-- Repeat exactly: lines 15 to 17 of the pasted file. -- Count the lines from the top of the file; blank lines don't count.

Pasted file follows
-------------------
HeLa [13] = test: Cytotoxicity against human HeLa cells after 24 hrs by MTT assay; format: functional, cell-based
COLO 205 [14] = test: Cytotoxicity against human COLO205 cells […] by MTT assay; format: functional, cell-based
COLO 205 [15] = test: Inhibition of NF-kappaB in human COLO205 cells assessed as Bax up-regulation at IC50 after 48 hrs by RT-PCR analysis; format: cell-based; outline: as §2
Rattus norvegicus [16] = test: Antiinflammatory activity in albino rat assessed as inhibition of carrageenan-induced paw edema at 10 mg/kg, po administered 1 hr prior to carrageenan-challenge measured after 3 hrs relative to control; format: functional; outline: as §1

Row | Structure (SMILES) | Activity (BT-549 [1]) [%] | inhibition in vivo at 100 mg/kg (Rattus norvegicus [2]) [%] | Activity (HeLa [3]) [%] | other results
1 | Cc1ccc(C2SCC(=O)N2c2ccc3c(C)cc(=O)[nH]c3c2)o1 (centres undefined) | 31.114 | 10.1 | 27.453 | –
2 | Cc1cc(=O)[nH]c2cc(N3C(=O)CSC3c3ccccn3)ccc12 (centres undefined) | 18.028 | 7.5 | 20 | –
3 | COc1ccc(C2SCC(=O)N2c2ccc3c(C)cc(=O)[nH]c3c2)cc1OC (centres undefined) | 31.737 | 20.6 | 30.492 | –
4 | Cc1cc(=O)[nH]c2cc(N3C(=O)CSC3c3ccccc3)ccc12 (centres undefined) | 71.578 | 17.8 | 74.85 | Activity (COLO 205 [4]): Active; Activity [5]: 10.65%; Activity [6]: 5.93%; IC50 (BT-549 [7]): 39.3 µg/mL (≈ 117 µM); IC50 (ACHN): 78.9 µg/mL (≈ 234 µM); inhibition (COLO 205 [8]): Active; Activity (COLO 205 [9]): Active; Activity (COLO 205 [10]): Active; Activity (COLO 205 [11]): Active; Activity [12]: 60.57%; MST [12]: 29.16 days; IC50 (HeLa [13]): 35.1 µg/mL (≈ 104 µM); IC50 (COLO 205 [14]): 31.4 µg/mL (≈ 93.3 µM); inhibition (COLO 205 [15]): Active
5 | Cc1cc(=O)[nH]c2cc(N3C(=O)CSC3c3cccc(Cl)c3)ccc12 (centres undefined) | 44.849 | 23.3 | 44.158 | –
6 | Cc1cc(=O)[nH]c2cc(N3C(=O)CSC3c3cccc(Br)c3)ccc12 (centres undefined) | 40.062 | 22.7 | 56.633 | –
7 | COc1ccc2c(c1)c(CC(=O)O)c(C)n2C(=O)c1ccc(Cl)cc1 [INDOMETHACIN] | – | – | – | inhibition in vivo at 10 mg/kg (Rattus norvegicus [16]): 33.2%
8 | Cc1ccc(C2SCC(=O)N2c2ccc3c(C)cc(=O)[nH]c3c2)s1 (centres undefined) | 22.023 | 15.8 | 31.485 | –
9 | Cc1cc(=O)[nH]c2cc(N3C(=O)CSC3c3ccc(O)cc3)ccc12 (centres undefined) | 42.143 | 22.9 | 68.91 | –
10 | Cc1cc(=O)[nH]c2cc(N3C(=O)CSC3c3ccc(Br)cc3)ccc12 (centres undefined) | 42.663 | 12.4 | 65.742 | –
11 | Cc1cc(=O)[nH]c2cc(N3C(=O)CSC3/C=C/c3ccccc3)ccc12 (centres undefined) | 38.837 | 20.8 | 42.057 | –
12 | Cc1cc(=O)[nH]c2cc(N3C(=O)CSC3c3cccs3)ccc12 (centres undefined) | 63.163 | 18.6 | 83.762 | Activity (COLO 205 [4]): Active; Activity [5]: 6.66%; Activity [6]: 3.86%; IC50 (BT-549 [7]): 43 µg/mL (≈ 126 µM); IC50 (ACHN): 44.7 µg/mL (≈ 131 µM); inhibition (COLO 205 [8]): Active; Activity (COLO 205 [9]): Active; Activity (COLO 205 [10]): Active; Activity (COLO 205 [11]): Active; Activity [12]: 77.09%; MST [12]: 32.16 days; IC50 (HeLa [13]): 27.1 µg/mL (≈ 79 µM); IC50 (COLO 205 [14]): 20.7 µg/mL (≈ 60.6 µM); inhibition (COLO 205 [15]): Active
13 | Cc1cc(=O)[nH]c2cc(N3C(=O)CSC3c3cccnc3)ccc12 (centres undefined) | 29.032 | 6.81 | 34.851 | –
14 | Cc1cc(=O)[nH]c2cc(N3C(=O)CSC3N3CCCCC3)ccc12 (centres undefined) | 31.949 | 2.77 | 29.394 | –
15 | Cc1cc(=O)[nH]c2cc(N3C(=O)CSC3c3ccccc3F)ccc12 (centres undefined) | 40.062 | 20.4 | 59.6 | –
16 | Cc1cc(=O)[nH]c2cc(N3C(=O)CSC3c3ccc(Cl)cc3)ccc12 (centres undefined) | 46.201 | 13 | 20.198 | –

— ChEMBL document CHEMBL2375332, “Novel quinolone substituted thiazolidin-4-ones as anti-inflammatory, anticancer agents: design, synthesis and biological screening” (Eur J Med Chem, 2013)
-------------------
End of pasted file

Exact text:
10 | Cc1cc(=O)[nH]c2cc(N3C(=O)CSC3c3ccc(Br)cc3)ccc12 (centres undefined) | 42.663 | 12.4 | 65.742 | –
11 | Cc1cc(=O)[nH]c2cc(N3C(=O)CSC3/C=C/c3ccccc3)ccc12 (centres undefined) | 38.837 | 20.8 | 42.057 | –
12 | Cc1cc(=O)[nH]c2cc(N3C(=O)CSC3c3cccs3)ccc12 (centres undefined) | 63.163 | 18.6 | 83.762 | Activity (COLO 205 [4]): Active; Activity [5]: 6.66%; Activity [6]: 3.86%; IC50 (BT-549 [7]): 43 µg/mL (≈ 126 µM); IC50 (ACHN): 44.7 µg/mL (≈ 131 µM); inhibition (COLO 205 [8]): Active; Activity (COLO 205 [9]): Active; Activity (COLO 205 [10]): Active; Activity (COLO 205 [11]): Active; Activity [12]: 77.09%; MST [12]: 32.16 days; IC50 (HeLa [13]): 27.1 µg/mL (≈ 79 µM); IC50 (COLO 205 [14]): 20.7 µg/mL (≈ 60.6 µM); inhibition (COLO 205 [15]): Active